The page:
Members' Research Service By / December 30, 2017

European Week of Regions and Cities [Topical Digest]

This Topical Digest contains a selection of briefings produced by EPRS on regional and cohesion policy.

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Modern green city powered only by renewable energy sources concept
© adrian_ilie825 / Fotolia

Organised by the European Commission and the European Committee of the Regions on 9-12 October 2017, this year’s European Week of Regions and Cities (EWRC) will be focusing on the theme of Regions and Cities working for a better future. Celebrating its 15th anniversary this year, the EWRC has grown to become the world’s largest regional development event, bringing together local and regional representatives, beneficiaries of EU policy, and EU institutions, for four days of workshops and debate. As discussions get under way on the future of cohesion policy post-2020, this year’s Week of Regions and Cities provides Europe’s regions and cities with a unique platform to put forward the local perspective on the future shape of cohesion policy. The three main areas covered this year are: building resilient regions and cities, regions and cities as change agents, and sharing knowledge to deliver results. This Topical Digest contains a selection of briefings produced by EPRS on regional and cohesion policy. 

The 751 Members of the European Parliament represent EU citizens’ interests on an extremely wide range of, often complex, policy issues. To help them in their work, the European Parliamentary Research Service (EPRS) provides independent, objective and authoritative analysis of and research on these issues. As Members’ time is very limited, and the amount of analysis available sometimes overwhelming, EPRS publishes short Topical Digests of published material whenever an issue arrives at the top of the policy agenda.
In 2017 this included providing digests to coincide with High-Level Conferences organised by Parliament’s President, Antonio Tajani (EPP, Italy), on topics such as EU relations with Africa, clean energy for Europe, and tourism. A digest of analytical material was also prepared for the European Week of Regions and Cities, as well as for the Social Summit in Gothenburg. Other major issues which warranted a digest of coverage during the year include developments in EU security and counter-terrorism policies and tax avoidance and tax evasion in the wake of the Paradise and Panama papers scandals. Digests were also prepared on EU development policy, and the EU’s relations with the Western Balkans. EU policy on sport, and the EU disability strategy complete this year’s collection of handy guides to EPRS publications – designed with Members of the European Parliament in mind, but available to everybody.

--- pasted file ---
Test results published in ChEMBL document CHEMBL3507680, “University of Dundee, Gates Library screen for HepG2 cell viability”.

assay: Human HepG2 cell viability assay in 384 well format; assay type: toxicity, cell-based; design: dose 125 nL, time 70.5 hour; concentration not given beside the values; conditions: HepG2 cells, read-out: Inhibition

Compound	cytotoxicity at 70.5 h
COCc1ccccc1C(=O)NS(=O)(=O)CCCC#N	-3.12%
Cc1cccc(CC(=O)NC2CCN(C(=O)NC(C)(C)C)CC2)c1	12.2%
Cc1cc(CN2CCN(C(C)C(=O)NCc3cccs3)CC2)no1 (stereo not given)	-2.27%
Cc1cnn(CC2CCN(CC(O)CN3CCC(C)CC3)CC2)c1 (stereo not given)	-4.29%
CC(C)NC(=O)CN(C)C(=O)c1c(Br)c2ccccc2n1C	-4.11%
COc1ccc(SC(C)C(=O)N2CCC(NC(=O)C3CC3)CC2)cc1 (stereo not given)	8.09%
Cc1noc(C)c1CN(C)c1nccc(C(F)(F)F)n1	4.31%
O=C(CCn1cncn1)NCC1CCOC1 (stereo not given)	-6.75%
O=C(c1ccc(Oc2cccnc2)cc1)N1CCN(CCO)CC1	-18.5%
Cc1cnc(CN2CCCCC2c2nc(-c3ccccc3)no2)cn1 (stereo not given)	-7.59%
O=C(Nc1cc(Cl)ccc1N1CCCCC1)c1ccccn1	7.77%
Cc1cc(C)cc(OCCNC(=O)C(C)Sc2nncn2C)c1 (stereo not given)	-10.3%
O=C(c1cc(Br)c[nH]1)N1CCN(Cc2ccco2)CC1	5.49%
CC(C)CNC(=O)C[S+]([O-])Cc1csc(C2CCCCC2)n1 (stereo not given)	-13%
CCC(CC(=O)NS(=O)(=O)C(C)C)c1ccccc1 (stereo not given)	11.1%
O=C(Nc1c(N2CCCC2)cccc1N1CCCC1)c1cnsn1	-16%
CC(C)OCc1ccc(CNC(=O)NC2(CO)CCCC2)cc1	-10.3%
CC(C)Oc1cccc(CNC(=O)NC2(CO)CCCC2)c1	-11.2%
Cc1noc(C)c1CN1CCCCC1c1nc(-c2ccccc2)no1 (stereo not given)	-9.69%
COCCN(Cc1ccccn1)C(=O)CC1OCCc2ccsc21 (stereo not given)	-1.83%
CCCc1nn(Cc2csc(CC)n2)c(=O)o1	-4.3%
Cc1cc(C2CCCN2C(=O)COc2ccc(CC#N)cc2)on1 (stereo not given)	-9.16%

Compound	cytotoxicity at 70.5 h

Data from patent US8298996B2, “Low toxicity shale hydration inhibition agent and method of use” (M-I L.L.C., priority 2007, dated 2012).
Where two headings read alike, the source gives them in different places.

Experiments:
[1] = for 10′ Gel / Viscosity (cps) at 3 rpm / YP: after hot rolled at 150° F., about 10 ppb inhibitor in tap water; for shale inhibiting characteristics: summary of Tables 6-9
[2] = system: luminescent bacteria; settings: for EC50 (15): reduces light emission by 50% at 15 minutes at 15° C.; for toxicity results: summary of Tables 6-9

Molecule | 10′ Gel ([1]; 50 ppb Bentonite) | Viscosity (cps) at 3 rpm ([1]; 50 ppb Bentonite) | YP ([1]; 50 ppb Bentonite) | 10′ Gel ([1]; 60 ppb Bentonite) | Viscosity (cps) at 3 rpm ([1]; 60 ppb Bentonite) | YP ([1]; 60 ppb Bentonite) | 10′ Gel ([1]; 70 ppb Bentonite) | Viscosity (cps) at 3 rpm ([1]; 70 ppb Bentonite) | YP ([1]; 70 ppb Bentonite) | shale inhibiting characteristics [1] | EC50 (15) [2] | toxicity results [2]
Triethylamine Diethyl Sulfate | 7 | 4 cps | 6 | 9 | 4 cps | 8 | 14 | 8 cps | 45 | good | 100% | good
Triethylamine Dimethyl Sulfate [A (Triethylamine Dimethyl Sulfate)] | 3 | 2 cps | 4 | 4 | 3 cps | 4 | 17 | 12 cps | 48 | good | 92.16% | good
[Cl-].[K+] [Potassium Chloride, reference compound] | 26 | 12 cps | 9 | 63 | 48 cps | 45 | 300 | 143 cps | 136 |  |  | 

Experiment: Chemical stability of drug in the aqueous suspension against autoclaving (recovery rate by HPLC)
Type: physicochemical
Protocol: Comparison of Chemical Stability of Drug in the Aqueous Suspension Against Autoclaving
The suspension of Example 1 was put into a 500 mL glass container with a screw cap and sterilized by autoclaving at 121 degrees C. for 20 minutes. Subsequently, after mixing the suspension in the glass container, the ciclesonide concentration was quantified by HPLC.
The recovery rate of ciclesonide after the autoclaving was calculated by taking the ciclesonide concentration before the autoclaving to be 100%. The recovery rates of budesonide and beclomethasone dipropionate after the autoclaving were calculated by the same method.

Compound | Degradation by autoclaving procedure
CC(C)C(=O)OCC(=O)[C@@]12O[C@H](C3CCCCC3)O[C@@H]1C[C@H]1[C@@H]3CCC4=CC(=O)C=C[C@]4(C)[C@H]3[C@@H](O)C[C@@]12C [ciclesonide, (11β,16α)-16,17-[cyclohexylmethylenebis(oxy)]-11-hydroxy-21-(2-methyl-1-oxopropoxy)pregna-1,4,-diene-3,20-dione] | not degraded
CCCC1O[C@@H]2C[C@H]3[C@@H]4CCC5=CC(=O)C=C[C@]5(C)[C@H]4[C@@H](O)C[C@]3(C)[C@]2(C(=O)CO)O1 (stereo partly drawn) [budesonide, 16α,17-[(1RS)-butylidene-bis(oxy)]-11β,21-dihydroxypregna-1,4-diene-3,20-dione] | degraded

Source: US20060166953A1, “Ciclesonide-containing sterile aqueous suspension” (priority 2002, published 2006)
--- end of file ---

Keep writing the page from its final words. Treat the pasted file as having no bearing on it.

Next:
Challenges for EU cohesion policy – Issues in the forthcoming post-2020 reform
Briefing by Vasilis Margaras, European Parliamentary Research Service, September 2017
The debate on the shape of the post-2020 cohesion policy is well under way. Stakeholders have identified a number of principal issues or questions in this regard, relating to the operation of the policy itself as well as its impact and relationship with other EU polices. These include how cohesion policy can best contribute to the twin objectives of competitiveness and cohesion, the issue of how to identify the most efficient form of support, and the way in which cohesion policy addresses new or growing challenges such as migration. Simplification of the policy for beneficiaries, flexibility, the importance of achieving better governance, and the contribution of cohesion policy to the EU’s economic governance are all widely debated as well, while the UK’s departure from the EU will likely have a significant impact on the EU budget and on the financial envelope for cohesion policy. The European Commission has published a number of white papers on the future of the EU that provide further ideas for reflection on the overall functioning and priorities of the Union. These reflections also have repercussions for cohesion policy. 

Delivering the Urban Agenda for the EU
Briefing by Christiaan van Lierop, European Parliamentary Research Service, September 2017